To start off this series on accessibility in the outdoors, I’ll be reviewing Tallulah Gorge State Park, GA! I’ve been on the search for accessible hiking spots and I was recently given a Georgia state parks booklet that shows what each park has to offer, it even shows if the park is accessible or has accessible trails! Well, what I’ve come to find in the past 2 days is that the “accessible” trails are really just 100 feet of paved path before the trail becomes completely inaccessible (pretty misleading). On top of that, the park websites and trail maps do not delineate accessibility of the parks and their trails.
Well, I love to hike and explore, and I want to be able to do that with my boyfriend, so my goal is to find accessible parks and hiking trails and review them. This was my first park to review and I already know I missed a lot of stuff (i.e. I didn’t check the handicap accessible stall in the bathroom) – but this series is a work in progress and it’ll only get better and more informative.
Tallulah Gorge State Park
Tallulah Gorge is a two mile long canyon at nearly 1,000 feet deep. Visitors can hike rim trails to several overlooks, or they can obtain a permit to hike to the gorge floor. A suspension bridge is located 80 feet above the rocky bottom, providing spectacular views of the river and waterfalls. A paved path follows an on old railroad bed, perfect for strollers and bicycles, while mountain bikers can test their skills on a challenging 10 mile trail.
Exhibits in the park’s Jane Hurt Yarn Interpretive Center highlight the history of this Victorian resort town, as well as the rugged terrain and fragile ecosystem of the area. A gift shop offers snacks, jewelry, toys, books, walking sticks, clothing and more.
(Description from park website)
Park Hours: 8 a.m.–Dark
Office Hours: 8 a.m.–5 p.m.
The visitor center is a large, 2-story building with exhibits, a gift shop, multiple-stall bathrooms, an elevator, and ramps that lead you through the exhibits.
To access the accessible paths outside, there is a door on the bottom floor that opens to a large gathering area, then to a concrete ramp that takes you to the recycled rubber trail.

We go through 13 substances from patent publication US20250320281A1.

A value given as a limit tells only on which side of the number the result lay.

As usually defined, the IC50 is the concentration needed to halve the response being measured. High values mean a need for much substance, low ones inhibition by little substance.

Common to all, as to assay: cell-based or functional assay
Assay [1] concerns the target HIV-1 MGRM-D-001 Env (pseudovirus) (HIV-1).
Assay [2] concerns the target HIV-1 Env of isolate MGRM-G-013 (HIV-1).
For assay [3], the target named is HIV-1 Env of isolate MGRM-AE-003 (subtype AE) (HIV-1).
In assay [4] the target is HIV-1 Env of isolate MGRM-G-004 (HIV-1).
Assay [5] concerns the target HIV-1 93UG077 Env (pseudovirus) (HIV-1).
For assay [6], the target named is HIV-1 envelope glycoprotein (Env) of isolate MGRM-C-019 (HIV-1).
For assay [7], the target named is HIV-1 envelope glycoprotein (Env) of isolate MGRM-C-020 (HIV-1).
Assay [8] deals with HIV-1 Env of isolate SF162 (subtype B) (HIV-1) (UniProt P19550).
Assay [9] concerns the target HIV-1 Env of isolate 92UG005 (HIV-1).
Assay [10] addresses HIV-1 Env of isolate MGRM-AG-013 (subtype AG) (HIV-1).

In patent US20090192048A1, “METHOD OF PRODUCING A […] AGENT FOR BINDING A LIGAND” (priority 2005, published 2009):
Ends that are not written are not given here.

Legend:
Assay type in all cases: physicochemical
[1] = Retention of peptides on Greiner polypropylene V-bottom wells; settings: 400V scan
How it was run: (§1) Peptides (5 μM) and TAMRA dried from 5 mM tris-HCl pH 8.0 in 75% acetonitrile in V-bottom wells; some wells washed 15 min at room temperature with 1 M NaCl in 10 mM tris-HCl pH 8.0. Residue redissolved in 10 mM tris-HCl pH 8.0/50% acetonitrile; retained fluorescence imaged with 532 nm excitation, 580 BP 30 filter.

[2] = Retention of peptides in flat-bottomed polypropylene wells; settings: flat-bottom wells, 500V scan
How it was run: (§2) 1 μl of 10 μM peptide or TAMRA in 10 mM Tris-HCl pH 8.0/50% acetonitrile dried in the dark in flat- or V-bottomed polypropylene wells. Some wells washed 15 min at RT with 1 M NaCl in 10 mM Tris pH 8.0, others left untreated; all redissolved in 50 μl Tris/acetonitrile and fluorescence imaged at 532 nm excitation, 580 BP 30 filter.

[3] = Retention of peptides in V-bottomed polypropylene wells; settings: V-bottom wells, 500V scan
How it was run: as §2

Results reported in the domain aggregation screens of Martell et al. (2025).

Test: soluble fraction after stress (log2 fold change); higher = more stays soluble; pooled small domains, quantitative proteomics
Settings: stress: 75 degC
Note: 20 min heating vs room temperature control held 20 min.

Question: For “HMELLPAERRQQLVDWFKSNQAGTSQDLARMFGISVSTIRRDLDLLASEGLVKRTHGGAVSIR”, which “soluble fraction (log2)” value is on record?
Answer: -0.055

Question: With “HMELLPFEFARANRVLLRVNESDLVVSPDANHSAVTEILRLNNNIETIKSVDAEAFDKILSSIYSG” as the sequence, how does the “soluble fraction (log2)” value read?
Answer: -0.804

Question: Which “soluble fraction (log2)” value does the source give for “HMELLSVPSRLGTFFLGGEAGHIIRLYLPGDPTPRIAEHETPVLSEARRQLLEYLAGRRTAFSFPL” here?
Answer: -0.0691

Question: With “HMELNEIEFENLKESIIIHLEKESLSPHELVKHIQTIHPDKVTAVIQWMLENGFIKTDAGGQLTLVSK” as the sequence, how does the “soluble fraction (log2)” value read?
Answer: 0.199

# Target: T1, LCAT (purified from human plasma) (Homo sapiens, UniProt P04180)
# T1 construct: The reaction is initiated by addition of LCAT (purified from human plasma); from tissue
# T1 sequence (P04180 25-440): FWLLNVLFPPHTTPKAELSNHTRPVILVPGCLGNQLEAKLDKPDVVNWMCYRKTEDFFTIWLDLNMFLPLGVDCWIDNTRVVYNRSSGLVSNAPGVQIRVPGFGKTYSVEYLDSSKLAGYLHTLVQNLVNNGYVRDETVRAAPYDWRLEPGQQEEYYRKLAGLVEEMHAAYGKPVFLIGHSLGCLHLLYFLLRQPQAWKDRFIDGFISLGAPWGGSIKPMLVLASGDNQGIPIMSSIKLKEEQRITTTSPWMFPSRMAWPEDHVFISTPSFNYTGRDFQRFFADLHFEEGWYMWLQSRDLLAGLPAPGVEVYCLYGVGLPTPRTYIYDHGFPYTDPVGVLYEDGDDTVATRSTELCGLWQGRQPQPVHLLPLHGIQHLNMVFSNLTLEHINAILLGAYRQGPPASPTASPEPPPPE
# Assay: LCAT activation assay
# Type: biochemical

The restroom has 1 handicap stall with grab bars and adequate space inside. The door swings out, and the rest of the restroom is also spacious.
There are plenty of handicap accessible spots in the lot! The lot is sloped a little bit, but the asphalt is smooth and there are no steps to get to the visitor center.
When I asked the park ranger inside of the visitor center about accessible trails she told me about a paved trail (Shortline, highlighted at the top left of the map), I didn’t get a chance to go there but I’m hoping to take my boyfriend to check it out again! She then told me that just outside the visitor center there were recycled rubber paths (I’ve highlighted those paths). The paths felt great and were very smooth, although, the slope was a little steep at the beginning. Once the recycled rubber paths finished it was natural path that was still pretty smooth with occasional roots and rocks (see the pictures below for a better look).
EDIT: Shoreline trail is not the one highlighted on the top left of the map, it is past that trail, but I will say that it was a GREAT accessible trail! Paved all the way (over 2 miles), and mostly flat with very, very gentle inclines. It is located along a river as well with a suspension bridge you can go over.
The accessible trails had some amazing lookout spots and areas to sit and rest – outlooks 1A, 2 and 3 are accessible by the recycled rubber paths. If you park in the lot at Tallulah Falls Lake (on the bottom left side of the map) and cross the highway, there is an entrance to the South Rim Trail where there is a great little spot to picnic. There are steps leading up to it, but if you go around the right side, there is a ramp.
Overall this was a great park, you will definitely be able to admire the gorge and its amazing views!
Campground Office 706-754-7979
338 Jane Hurt Yarn Drive
Tallulah Falls, GA 30573
N 34.739750 | W -083.395233